Culture Column: The Expression of a Hopeful People: MLK & Nonviolence

The Expression of a Hopeful People: MLK and Nonviolence

By Sonja Morin, Communications Intern

The second - and perhaps most famous - element of Dr. Martin Luther King, Jr.’s activism strategy is nonviolence. When learning about Dr. King in schools, we are told from a young age that nonviolence was an instrumental part of his work. The principle has become so well-known that we tend to forget how truly revolutionary and affirming such nonviolent action is. Let’s take a few moments here to call to mind what nonviolent activism is, and how it can be implemented for the sake of defending human dignity. 

It is easier for people to ignore a problem than to deal with the controversy of facing it directly. It is easier to abide by the status quo than to challenge it. If nothing is calling attention to the problem, then complacency continues, and the problem is given no importance in the minds of those in the community. We see this in our communities and how they confront abortion and euthanasia, two of the most prominent human rights issues to date. The most prominent argument, repeated ad nauseam to drown out the ‘naysayers’ is that taking the fetus’s life or killing the individual in a euthanasia situation is the individual’s choice. The main fallacy with this argument is that it is not meant to support abortion or euthanasia, but rather to silence any opposition or question. It is what it is, so there’s no point in intervening. It is not a supportive claim but a passive one, which does nothing to forward discourse, and even hurts the proponent’s side. 

We cannot leave situations stagnant if they are to be solved. We cannot let people go ignored and uncared for. Instead, these issues must be brought to the attention of the community. Nonviolent direct action fixates the attention of the community, not onto the activists themselves but on the injustice. It makes the community focus long enough to realize that the problem is too large and harmful to ignore. The community is thus compelled to act on the action. Even if they act against the activists, they are still forced to reexamine their beliefs. A fantastic example is the recent arrests made after the sidewalk chalking incident outside of a D.C. Planned Parenthood. While the pro-choice community may not agree with the message the pro-life activists were writing, they can see that the injustice done to the latter were unfair, and need to be rectified. It allows for the reevaluation of the treatment of others based solely on belief, and allows for some compassion. Self-awareness is always the first step to change.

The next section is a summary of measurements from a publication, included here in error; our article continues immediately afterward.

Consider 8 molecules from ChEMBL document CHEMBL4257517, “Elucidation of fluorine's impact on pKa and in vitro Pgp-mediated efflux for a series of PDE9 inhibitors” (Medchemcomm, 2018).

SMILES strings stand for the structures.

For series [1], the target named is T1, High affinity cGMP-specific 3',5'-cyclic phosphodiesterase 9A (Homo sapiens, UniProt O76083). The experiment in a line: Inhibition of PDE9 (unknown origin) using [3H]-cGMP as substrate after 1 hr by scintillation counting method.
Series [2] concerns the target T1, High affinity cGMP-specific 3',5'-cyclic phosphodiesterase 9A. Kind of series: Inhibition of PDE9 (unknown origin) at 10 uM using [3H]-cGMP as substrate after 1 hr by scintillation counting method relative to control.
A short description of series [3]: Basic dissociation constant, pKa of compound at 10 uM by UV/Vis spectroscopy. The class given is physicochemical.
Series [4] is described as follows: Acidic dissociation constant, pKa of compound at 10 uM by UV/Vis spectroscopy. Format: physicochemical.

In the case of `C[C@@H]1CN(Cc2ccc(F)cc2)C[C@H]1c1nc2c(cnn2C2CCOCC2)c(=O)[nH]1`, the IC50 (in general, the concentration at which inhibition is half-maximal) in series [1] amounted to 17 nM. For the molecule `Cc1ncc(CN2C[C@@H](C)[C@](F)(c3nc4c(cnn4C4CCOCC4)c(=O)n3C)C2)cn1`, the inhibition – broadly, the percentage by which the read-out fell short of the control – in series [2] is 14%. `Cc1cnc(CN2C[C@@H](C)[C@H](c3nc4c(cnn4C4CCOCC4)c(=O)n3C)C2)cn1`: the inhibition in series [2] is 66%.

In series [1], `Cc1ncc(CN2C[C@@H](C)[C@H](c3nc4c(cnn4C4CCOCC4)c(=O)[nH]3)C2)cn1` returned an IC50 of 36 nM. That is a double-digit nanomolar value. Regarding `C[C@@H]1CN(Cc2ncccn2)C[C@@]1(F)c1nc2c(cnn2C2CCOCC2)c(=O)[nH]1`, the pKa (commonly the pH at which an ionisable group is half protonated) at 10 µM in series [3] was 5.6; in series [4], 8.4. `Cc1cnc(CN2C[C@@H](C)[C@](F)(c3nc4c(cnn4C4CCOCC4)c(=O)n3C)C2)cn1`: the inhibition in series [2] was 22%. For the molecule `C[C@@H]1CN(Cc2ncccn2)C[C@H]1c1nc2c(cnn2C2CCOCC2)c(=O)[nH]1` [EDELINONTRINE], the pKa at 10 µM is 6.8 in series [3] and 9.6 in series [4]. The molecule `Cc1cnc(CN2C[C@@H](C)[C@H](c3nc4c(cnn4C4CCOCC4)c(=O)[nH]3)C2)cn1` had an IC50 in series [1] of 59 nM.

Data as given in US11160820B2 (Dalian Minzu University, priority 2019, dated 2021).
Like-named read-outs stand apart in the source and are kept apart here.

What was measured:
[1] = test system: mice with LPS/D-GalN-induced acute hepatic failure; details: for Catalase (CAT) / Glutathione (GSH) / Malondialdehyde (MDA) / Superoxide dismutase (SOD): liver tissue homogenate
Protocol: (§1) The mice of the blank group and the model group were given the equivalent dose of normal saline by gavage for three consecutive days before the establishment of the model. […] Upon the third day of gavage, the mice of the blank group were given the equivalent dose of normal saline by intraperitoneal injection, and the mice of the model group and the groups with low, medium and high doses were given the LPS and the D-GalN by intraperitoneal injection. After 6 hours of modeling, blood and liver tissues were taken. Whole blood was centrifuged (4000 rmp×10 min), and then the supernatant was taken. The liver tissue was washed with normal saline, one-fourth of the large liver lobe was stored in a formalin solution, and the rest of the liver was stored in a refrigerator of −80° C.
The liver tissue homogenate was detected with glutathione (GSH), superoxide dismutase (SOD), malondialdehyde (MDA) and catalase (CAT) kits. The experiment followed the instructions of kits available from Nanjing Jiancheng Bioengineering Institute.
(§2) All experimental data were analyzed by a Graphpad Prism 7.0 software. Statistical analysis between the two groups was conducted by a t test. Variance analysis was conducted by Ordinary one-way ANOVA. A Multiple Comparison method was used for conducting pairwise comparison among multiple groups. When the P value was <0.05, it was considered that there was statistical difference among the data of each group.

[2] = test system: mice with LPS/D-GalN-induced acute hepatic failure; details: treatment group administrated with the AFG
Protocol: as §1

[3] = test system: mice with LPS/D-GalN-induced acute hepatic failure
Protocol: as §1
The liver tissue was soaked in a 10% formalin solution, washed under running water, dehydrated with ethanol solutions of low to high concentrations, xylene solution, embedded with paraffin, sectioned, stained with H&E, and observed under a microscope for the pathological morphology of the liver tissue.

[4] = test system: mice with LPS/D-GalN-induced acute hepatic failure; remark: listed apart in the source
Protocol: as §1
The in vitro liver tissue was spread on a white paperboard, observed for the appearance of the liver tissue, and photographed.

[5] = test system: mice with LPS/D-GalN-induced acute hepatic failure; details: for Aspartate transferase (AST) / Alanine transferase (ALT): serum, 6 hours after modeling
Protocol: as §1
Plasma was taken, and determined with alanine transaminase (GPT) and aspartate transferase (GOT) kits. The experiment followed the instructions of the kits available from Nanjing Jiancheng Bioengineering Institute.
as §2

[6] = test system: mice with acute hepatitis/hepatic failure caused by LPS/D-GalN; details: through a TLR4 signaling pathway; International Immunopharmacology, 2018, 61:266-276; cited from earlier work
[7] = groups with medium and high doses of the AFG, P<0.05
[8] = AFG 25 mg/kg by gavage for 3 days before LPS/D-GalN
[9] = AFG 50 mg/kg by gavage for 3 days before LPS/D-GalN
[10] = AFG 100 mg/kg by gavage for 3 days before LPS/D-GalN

But what of the following quote: “A riot is the language of the unheard”? This quote has reappeared especially in the face of the ongoing protests in the United States of late, but woefully out of context. Dr. Martin Luther King, Jr. was expressing the fact that riots are indeed the result of a people so devastated and hopeless due to injustices. However, he was not condoning such action. Violence is the supposed solution when people have lost utter hope in themselves and in their communities to create change. Because they believe they are powerless to change the circumstances of their time they fall into despair. The powers that be then respond in fear rather than with hopeful purpose, failing to create the change that is needed and desired. 

Nonviolent action is an expression of hope. It affirms the belief that people can change, that their hearts and minds can be more in tune with the needs of their fellow persons. Nonviolent activists bring an awareness to the injustice that is not motivated by fear or resignation, but rather by the belief that humanity can do better for its people. Those who use nonviolent protest or demonstration call for hopeful solidarity in this shared aim. Even if the activist does not seem to succeed in changing minds immediately, their actions move hearts. That movement is more crucial than anything. If even momentary consideration is given to an injustice by a community,it almost inevitably leads to a process of exposure, accountability, and restoration of justice. It leads to progress grounded in love of others 

Dr. King believed in nonviolence because he knew how powerful it was in organically appealing to the deep tendencies of the human heart. Nonviolence is written all over the pages of his work, from the Freedom Rides to the marches in Selma, Birmingham, and Washington, D.C. Peaceful action cries through the words of his sermons, speeches, and letters. Now it calls to us, activists in a world hurting from constant attacks on the human person. Let us be a people of hope and lasting change, using nonviolent movement to call our communities to attention and action. 

Consider your own efforts in the pro-life movement. What have you done recently to support human dignity and rights at all stages of life? Do you call the attention of those around you to greater awareness? To women like Keisha Atkins and Laura Hope Smith? To babies like Baby Myles, whose life was saved by someone's peaceful action? 

Want to do more to take part in nonviolent action? 

Here are some ideas to start: Help sidewalk counsel like this woman or host a pro-life chalk  day at your local abortion facility; Take part in flyering or wearing pro-life gear to promote discussion [August 26th, the centennial of women's suffrage, is a great day to begin with #PurpleSashRevolution's "Equal Rights for Preborn Women" gear!], and sharing more information and lobbying against current proposed life-threatening laws in our state, especially the “ROE” Act, whose deadline was extended to November 12 of this year. 



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  • C.J. Williams
    published this page in In The News 2020-08-05 13:16:29 -0400